Now that I am retired having been many years a magistrate with a long awareness of the declining freedoms enjoyed by the ordinary citizen and a corresponding fear of the big brother state`s ever increasing encroachment on civil liberties I hope that my personal observations within these general parameters will be of interest to those with an open mind. Having been blogging with this title for many years against the rules of the Ministry of Justice my new found freedom should allow me to be less inhibited in these observations.





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Monday, 17 March 2014

FRANZ KAFKA IN SPIRIT AT THE HIGH COURT



It seems the spirit of Franz Kafka has been sighted at the High Court.  A recent decision meant that vulnerable people in the prison system, including inmates with mental health problems and women with babies, would suffer injustice following the removal of the right to criminal legal aid in many prison law cases. That  argument was rejected by their Lordships on the basis that the decision was political and the Lord Chancellor`s actions were therefore  not unlawful.  Phillippa Kauffman Q.C. acting for the charities which had brought the case asserted that, “People are not going to be able to adequately represent themselves.  "The cuts will also interfere with the right of access of prisoners to the courts”.  James Eadie Q.C. in a  response worthy of Kafka said, “If there was unfairness at internal hearings or reviews in the prison justice system, or before parole boards, civil legal aid was available for complainants seeking judicial review”.  In reply, Ms Kaufmann said judicial review was no answer because the changes in the system meant that, with prisoners now denied legal assistance, no one would know if they were entitled to bring claims against the prison authorities. These victims of unfair decisions will not know where to go. They don't have any lawyers any more to help them."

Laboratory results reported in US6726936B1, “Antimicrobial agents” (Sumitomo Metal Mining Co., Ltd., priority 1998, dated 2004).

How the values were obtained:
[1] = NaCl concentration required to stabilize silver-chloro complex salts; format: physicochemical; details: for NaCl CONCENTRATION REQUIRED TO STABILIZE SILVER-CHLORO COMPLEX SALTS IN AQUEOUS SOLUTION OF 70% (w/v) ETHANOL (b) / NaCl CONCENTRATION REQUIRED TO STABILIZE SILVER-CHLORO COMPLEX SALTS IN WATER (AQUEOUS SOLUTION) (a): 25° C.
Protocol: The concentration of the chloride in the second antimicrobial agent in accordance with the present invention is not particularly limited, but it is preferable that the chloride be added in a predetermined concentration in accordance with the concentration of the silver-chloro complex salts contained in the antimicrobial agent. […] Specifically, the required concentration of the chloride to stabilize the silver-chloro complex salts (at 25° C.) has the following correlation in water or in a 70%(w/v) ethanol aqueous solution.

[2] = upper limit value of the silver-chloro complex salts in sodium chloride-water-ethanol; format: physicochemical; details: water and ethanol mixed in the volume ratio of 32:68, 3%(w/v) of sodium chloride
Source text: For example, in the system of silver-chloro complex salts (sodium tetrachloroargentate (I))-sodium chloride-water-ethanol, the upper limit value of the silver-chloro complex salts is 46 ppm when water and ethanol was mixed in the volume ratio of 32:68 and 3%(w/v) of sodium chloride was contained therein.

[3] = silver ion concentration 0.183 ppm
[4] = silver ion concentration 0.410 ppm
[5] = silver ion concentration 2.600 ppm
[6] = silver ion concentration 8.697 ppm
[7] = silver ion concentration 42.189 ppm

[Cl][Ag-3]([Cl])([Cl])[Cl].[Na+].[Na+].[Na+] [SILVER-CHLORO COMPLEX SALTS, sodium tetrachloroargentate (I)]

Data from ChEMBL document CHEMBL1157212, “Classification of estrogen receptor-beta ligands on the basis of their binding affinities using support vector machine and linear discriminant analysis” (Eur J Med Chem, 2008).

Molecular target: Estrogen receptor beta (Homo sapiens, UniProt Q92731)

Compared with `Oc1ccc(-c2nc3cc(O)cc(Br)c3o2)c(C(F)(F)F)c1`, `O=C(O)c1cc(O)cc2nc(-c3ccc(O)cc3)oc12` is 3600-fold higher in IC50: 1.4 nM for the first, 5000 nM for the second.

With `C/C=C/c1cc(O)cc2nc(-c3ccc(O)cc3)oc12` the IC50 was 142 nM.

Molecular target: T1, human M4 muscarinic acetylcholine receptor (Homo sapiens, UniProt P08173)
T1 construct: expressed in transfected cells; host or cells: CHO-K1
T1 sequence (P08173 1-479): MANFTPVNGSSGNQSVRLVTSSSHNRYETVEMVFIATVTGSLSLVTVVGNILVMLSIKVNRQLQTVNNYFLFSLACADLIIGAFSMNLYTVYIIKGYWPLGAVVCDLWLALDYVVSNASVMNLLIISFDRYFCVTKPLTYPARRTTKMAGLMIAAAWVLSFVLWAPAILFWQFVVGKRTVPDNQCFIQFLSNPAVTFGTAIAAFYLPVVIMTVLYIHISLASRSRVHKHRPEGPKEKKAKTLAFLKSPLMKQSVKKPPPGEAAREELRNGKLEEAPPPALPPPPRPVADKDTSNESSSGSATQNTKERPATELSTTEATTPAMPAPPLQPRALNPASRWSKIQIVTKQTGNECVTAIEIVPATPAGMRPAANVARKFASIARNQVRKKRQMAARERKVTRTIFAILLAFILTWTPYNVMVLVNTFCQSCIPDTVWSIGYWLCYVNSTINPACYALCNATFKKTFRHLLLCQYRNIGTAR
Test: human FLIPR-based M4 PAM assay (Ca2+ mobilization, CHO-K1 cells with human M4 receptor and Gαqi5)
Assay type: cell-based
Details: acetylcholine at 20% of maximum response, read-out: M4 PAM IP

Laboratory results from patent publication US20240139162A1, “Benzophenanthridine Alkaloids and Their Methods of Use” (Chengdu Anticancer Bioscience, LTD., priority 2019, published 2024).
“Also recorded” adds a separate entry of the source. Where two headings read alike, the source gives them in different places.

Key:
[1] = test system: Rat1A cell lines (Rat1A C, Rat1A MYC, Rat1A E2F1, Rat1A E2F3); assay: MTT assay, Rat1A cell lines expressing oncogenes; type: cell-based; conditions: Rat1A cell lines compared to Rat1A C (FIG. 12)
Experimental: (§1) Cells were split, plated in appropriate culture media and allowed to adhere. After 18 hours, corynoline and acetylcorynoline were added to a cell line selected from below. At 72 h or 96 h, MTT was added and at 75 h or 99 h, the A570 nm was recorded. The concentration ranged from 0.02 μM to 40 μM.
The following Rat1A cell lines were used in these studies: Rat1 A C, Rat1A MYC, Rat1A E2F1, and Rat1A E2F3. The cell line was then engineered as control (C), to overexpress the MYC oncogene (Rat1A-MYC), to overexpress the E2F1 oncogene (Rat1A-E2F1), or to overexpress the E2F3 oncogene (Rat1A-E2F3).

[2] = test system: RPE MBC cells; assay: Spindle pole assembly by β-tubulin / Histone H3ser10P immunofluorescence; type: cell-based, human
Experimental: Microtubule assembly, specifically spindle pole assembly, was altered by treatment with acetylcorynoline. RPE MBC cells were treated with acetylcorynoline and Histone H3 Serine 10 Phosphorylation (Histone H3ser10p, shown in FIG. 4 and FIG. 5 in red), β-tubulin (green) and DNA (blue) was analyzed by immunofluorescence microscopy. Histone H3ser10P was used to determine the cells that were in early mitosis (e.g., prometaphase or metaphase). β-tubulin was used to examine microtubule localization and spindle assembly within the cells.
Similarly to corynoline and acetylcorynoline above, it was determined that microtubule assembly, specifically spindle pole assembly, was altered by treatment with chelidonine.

A fuller report is available in the Guardian.

ADDENDUM

Latest news from report in  Law Society Gazette is that the charities will take their case to the Court of Appeal.

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